Top Tips For Taking Exams
Exams are one of the most anxiety-inducing aspects of studying Physiotherapy at University. Your success on the course is largely determined by written exams, practicals, and competencies, which adds to the pressure felt by Physiotherapy students. This stress can be even more overwhelming if you have always naturally struggled with exams. However, there are strategies you can use to reduce stress and improve your performance, which we will discuss in this post.
To improve any skill, we need to practise the specific tasks that we want to excel at. Therefore, if you struggle with exam-taking, it's crucial to increase your practice time. You can ask your faculty to provide you with some practice questions or examples of the types of questions that will appear on the exam. This will help you become familiar with the style of exam questions and potential topics you might encounter on test day.
Another approach is to collaborate with your study group and create questions. For example, if your group consists of five members and each person contributes ten questions, this will provide you with a comprehensive practice exam and help you prepare for the real test. If this is difficult to arrange or you are concerned about the quality of practice questions, you can prepare for exams using the AcePhysio spaced learning question bank which provides case study questions and full answer explanations for each specialty.
The first step to control your stress is arriving at the exam venue early, as showing up late and frazzled can negatively impact your performance. Dealing with traffic, parking, and rushing into the exam building at the last minute can elevate stress levels, adding to the anxiety you may already be experiencing. This can cause hormones such as cortisol ,that inhibit academic performance, to go into overdrive.
To overcome this, take the necessary measures to arrive at least 15 minutes early at the exam venue. This could mean taking the day off, leaving work early if possible or departing from your home earlier than usual. Once you arrive at the venue, take your time to settle in. Visit the bathroom, grab or finish your coffee, read a book or listen to some music. If you can find a quiet space, there are excellent guided meditation videos on YouTube specifically designed for students that feel overwhelmed by upcoming exams.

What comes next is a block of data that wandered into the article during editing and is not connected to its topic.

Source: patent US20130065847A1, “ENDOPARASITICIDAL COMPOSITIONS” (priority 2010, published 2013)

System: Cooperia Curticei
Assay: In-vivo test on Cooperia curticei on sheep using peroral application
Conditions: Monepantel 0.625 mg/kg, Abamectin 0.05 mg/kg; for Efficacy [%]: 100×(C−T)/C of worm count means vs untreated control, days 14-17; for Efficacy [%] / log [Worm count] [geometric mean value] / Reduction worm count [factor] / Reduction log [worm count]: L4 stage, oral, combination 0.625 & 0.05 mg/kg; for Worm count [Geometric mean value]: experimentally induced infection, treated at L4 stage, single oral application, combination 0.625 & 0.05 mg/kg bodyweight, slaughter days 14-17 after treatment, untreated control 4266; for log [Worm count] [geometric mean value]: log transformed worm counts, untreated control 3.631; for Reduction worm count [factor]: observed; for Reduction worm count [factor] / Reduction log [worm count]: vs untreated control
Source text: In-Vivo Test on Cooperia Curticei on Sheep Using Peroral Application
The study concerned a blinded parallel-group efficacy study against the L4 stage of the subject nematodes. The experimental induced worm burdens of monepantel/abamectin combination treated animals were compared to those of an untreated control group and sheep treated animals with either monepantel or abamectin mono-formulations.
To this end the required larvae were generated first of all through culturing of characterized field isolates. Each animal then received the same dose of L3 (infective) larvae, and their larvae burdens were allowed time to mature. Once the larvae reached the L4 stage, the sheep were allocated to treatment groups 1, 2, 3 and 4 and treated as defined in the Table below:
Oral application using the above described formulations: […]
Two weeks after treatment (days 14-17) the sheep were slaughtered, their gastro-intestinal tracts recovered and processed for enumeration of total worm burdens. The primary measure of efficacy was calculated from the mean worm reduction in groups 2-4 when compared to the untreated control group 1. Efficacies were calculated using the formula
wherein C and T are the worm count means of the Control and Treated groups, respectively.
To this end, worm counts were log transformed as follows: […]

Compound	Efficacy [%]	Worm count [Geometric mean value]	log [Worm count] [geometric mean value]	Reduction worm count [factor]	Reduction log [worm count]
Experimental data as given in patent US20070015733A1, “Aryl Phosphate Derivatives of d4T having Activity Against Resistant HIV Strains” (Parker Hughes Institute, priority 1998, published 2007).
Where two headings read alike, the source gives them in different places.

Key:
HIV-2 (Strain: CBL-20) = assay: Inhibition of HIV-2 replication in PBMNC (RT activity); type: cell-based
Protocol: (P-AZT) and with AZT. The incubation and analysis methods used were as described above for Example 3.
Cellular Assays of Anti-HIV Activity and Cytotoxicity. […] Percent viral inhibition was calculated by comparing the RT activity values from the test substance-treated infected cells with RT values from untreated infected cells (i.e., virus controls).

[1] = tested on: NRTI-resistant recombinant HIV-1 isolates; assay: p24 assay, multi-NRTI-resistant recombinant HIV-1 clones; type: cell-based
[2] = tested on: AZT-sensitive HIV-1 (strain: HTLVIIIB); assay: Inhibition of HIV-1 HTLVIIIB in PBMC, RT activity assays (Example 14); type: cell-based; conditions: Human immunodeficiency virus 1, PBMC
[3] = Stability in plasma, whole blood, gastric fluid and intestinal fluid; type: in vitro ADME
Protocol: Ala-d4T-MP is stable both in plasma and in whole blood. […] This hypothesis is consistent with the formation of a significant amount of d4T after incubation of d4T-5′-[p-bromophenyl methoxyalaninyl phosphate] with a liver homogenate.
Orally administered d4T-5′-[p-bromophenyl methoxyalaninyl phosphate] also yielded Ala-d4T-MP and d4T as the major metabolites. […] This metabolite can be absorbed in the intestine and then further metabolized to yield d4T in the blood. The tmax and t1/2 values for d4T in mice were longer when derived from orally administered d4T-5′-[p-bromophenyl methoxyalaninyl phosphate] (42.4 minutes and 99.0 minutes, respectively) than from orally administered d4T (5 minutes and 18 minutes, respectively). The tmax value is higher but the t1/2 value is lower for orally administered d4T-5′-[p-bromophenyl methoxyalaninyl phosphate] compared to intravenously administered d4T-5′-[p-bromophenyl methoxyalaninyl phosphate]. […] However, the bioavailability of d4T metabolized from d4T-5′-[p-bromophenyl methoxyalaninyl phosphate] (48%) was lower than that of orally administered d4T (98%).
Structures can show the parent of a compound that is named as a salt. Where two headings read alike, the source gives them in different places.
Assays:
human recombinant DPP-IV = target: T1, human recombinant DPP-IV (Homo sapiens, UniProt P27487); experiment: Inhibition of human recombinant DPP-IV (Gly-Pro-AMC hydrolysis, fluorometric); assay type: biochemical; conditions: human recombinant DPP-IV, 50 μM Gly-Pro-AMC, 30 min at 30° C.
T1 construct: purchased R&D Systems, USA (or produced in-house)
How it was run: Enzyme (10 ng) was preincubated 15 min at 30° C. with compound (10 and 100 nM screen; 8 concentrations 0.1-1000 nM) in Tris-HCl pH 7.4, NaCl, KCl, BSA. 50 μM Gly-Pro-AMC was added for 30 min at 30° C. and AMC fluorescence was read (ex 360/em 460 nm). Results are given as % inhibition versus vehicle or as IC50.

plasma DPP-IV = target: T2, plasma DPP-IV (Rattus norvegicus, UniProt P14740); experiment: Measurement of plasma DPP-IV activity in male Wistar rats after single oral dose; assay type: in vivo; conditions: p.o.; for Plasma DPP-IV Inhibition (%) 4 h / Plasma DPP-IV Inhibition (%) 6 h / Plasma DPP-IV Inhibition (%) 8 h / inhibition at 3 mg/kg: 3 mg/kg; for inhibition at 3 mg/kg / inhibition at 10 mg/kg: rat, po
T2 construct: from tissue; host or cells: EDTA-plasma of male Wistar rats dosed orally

Should you cram before an exam? The short answer is yes, if it has worked for you in the past. In an ideal situation, you should revise all the topics before the exam and just gloss over high-yield topics immediately before the exam. If you have tried to cram in the past and felt that you became more stressed as a result, avoid using the last few minutes before the exam cramming in more information. Either you know the information or not, and cramming will only exacerbate your stress levels and decrease your performance.
Now that you have your stress under control, it is important that you have reliable test strategies in place.
Take your time
Undergraduate Physiotherapy exams often have a time limit, which can lead to heightened stress and a tendency to hurry through the test. However, rushing can cause important details to be overlooked. To avoid missing key information, it's important to take the time to carefully read all instructions and questions, paying attention to specific words and phrases. If permitted, consider underlining or circling important details on the exam paper. It's important to minimise the risk of losing points due to careless errors, especially when you know the correct information. Taking the time to approach the exam methodically can improve your chances of success.
Make steady progress
While some people suggest tackling easier questions first and then returning to more challenging ones, this may not be the most effective strategy for several reasons. Firstly, making too many decisions can exhaust the brain and reduce its capacity for further decision-making. Answering all the easier questions first means you'll have to tackle the harder ones when your brain is already fatigued.
Secondly, skipping around the test wastes time. You have to spend time flipping through pages and scanning for specific questions, which could be better used answering questions in order. While marking questions for later review is okay, it's best to make a decision and record an answer before moving on.
Thirdly, skipping around makes it easier to miss questions on the answer sheet. If you answer questions in order and fill out the answer sheet systematically, you're less likely to miss any questions. However, if you skip around and try to fill in missed questions later, you may miss some, resulting in lost points.
Overall, answering questions in order is the better approach to ensure that you don't miss any points due to careless errors. It's important to avoid decision fatigue and make efficient use of your time to maximize your chances of success on the exam.
It's important to remember that faculty members who create exams can make mistakes, and you can use this to your advantage. Skilled test-takers often take advantage of the biases that test creators have, whether intentionally or unintentionally, and these biases create patterns on exams.
One pattern that's relatively easy to recognise is when two multiple choice answers are opposites of each other. In these cases, it's likely that one of them is the correct answer. When faculty members create multiple choice questions, they typically begin by crafting the question and then immediately writing the correct answer. From there, they come up with three more answer choices that are incorrect, leaving only one correct answer. Often, the first wrong answer that comes to mind is the opposite of the correct answer, resulting in two opposite choices within each question.